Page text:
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Harriet Tubman and the Underground Railroad Essay

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Updated: Jul 3rd, 2022

A slave was a property recognized by law in the United States. The enslaved were deprived of the rights that free citizens were enjoying. Harriet Tubman was born to a slave family between 1820 and 1825; she was the daughter of Benjamin Ross and Harriet Green (“Early Life: Harriet Tubman”). Harriet and her siblings lived in Dorchester County, Maryland. Anthony Thompson owned Benjamin Ross, who was skilled in wood. Benjamin’s responsibility was to manage other slaves’ cut and log timber for the growing shipbuilding industry in Maryland. Harriet Green was a slave to the Borders family; her job was to cook (“Early Life: Harriet Tubman”). Harriet Tubman had eight siblings, but due to the financial struggles in 1825, they were separated and sold in the slavery market.

Araminta Ross, Harriet Tubman’s actual name, had a rough childhood. When she was five years, she was hired by Miss Susan as a housemaid (“Early Life: Harriet Tubman”). Her responsibility was to care for a baby and ensure it never cried. Harriet Tubman was brutally punished if it cried; scary scars around her neck region were evidence of her master’s brutality her entire life. Harriet was unfit for the job and was sent back home. She was then hired to gather muskrat traps from swampy areas (“Early Life: Harriet Tubman”). She contracted the disease and was extremely weak; she could not work. After recovering from her sickness, Harriet started working on Bordess plantation since she could no longer be hired elsewhere.

Harriet’s zeal to fight against slavery started at a tender age. In her errands at the grocery, she encountered a slave running for freedom. She stood in the way of the slave’s oppressor to give the escaping slave time to flee. As a result, she got hit on the head with a metal aimed at the slave and broke her skull (“Harriet Tubman.”). This injury had an immense effect on her health that the Bordess family wanted to sell her, but they could not find a buyer. Harriet was married to John Tubman; her marriage was stressful. Besides, she could not bear to see her brothers sold to other slave masters; these events triggered her motive to escape (Kettler).

The truths of slavery were brutal; nonetheless, the decision to flee had severe consequences if caught. In 1849, Harriet and her brothers were set to escape, but her brothers, cowardly, did not proceed as planned (“Harriet Tubman.”). She found her way to Pennsylvania with the help of the Underground Railroad. Her freedom alone was not satisfying; Tubman yearned for her family and friends’ freedom (“Harriet Tubman.”). At this time, Tubman had become very religious, and she believed God could guide her way to saving her people from slavery.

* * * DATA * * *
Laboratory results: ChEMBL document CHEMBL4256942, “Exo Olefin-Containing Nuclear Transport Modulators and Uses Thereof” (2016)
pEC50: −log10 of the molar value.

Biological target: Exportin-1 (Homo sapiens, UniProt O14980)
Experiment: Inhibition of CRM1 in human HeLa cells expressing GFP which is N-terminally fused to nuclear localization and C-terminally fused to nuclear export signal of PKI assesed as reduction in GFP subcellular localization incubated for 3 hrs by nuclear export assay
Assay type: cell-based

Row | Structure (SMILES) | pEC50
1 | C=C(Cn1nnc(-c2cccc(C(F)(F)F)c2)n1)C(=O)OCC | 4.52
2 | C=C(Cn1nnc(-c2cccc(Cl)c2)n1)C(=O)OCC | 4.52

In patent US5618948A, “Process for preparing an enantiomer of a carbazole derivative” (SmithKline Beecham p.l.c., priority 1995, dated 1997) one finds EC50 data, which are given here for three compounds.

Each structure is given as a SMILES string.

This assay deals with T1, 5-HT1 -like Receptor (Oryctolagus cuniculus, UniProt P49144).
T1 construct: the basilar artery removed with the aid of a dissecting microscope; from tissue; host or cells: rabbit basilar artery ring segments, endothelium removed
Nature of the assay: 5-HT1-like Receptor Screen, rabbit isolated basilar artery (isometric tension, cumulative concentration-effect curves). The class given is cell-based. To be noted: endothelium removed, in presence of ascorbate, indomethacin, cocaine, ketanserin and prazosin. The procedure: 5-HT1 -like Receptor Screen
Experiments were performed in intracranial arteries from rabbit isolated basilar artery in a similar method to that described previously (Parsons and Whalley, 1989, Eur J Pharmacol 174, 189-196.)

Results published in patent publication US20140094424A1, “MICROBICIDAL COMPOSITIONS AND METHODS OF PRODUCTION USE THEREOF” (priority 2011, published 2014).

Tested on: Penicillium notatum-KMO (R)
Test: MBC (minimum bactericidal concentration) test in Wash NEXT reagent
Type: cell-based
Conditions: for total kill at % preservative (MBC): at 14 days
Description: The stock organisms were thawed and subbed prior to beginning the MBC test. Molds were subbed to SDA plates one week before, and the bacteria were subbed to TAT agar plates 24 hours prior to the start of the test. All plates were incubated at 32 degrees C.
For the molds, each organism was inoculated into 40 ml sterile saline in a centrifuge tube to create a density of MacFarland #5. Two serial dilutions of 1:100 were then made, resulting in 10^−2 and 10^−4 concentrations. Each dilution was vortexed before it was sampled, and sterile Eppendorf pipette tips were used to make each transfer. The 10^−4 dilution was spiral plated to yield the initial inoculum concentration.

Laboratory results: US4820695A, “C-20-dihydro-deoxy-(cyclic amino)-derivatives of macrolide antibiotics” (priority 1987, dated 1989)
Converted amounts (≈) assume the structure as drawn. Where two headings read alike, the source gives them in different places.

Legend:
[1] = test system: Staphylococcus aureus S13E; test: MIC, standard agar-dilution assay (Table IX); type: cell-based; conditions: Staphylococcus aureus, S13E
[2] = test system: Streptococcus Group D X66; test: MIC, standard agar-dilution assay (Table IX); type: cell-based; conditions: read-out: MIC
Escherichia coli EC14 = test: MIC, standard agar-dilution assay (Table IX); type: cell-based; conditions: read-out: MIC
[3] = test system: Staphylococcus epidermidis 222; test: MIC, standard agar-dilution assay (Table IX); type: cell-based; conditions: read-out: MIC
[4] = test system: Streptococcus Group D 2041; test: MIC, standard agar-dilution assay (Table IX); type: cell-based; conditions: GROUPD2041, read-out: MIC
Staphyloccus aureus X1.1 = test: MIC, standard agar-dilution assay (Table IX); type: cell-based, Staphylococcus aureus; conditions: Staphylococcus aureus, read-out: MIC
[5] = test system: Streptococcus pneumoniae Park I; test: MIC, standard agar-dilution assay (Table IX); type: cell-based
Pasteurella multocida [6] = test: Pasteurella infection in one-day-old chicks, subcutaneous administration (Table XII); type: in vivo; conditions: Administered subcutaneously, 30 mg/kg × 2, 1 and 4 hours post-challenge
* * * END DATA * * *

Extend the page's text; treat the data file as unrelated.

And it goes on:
The Underground Railroad was dynamic with loose network personnel. It took courage to pursue such a mission to the South. Harriet was a conductor of her kind; in her trips, she maneuvered through all obstacles to give her people freedom. A strategy was significant in any escape, and Harriet found the means to make her plans work (“Harriet Tubman.”). Harriet planned her escape mission during the winter and Saturday evenings. She relied on help from a network of personnel and knew the Maryland landscape well (“Harriet Tubman.”). She used secret codes and pathways to keep her routes and plans unidentifiable.

Slaves were fleeing into Free states; hence opposition crept in. The fugitive slave act of 1850 imposed strict measures on any runaway slave and those who helped slaves escape (Kettler). Harriet, now famous to the slaves as ‘Moses,’ was wanted. She helped slaves to Canada while disguising herself as a man (“Harriet Tubman.”). In Canada, she learned of abolitionist John Brown’s efforts to fight slavery in the United States and joined the fight. The civil war of 1861 gave her new avenues to fight for her people (Kettler). Harriet was recruited as a fugitive slave and served as a nurse, cook, and laundress (“Harriet Tubman.”). She used her skills in herbal medicine to treat injured soldiers and fellow slaves.

Harriet Tubman became a crucial asset to the Union army; she used her network to source crucial information from the confederate army (“Harriet Tubman.”). In July 1865, she asked Seward to help her receive payment for her work during the war (Kettler). Her request for pay proved futile due to the assassination of President Abraham Lincoln. After the civil war, Harriet resettled in New York and was remarried to a former slave veteran Nelson Davis (“Harriet Tubman.”). Harriet Tubman’s philosophy of life was helping those in need. She supported humanitarian efforts by selling her farm by-products and joined groups that fought for women’s rights.

Harriet offered her land to The African Methodist Episcopal church that founded the Harriet Tubman Home (Kettler). Although she had a good reputation among her people, she struggled financially. As Tubman aged, the pain from her head injury during her teenage years became more unbearable (“Harriet Tubman.”). Harriet had brain surgery that helped to relieve the pain. Harriet Tubman succumbed to pneumonia in 1913 in the presence of her family and friends.

Works Cited

“Early Life: Harriet Tubman.” Harriet Tubman, 2021. Web.

History. 2021. Web.

Kettler, Sara. “Harriet Tubman: Timeline of Her Life, Underground Rail Service and Activism.” Biography. 2020. Web.

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